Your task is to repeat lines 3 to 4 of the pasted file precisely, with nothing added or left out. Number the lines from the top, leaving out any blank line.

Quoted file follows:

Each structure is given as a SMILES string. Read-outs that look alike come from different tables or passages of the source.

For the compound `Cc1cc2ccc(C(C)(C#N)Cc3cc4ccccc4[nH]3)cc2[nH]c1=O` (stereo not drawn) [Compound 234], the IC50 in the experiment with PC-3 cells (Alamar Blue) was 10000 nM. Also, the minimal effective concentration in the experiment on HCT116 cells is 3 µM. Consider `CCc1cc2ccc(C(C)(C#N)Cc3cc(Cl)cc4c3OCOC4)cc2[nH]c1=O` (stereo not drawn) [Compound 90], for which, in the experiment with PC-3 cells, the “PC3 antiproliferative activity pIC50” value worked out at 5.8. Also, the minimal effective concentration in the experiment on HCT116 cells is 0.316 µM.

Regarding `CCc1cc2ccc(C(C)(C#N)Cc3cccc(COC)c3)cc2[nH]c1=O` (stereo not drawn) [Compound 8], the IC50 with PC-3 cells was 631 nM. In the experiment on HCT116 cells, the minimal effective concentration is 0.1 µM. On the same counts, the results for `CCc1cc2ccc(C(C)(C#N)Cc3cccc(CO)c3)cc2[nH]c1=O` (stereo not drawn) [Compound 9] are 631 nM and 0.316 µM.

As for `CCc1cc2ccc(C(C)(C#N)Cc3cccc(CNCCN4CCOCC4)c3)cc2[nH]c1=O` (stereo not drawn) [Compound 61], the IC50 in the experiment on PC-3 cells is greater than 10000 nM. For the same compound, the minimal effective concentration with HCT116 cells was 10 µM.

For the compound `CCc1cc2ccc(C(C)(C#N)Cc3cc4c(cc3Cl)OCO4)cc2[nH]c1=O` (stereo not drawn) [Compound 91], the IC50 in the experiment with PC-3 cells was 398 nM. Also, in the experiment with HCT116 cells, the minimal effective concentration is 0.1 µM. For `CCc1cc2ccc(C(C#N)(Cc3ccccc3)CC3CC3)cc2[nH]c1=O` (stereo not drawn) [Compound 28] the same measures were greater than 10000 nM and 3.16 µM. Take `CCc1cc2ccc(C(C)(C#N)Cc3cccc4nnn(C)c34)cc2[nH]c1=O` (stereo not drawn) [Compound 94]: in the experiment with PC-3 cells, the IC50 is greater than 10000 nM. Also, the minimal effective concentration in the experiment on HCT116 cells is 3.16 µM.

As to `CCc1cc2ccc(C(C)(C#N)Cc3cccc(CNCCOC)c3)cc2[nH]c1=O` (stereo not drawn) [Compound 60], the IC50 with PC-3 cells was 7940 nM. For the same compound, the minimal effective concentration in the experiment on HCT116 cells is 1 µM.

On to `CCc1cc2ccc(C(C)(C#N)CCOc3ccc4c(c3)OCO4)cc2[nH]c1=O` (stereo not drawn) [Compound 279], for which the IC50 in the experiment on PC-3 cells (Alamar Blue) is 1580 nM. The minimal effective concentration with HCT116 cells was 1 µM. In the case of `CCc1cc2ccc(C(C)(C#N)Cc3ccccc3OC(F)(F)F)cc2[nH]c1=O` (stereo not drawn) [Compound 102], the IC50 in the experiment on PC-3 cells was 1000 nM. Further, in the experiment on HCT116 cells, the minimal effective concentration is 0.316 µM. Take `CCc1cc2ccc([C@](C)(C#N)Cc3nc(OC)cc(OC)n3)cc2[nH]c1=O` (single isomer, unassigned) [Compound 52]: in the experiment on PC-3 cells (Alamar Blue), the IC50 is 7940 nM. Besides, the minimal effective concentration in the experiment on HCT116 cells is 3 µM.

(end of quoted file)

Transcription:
Regarding `CCc1cc2ccc(C(C)(C#N)Cc3cccc(COC)c3)cc2[nH]c1=O` (stereo not drawn) [Compound 8], the IC50 with PC-3 cells was 631 nM. In the experiment on HCT116 cells, the minimal effective concentration is 0.1 µM. On the same counts, the results for `CCc1cc2ccc(C(C)(C#N)Cc3cccc(CO)c3)cc2[nH]c1=O` (stereo not drawn) [Compound 9] are 631 nM and 0.316 µM.

As for `CCc1cc2ccc(C(C)(C#N)Cc3cccc(CNCCN4CCOCC4)c3)cc2[nH]c1=O` (stereo not drawn) [Compound 61], the IC50 in the experiment on PC-3 cells is greater than 10000 nM. For the same compound, the minimal effective concentration with HCT116 cells was 10 µM.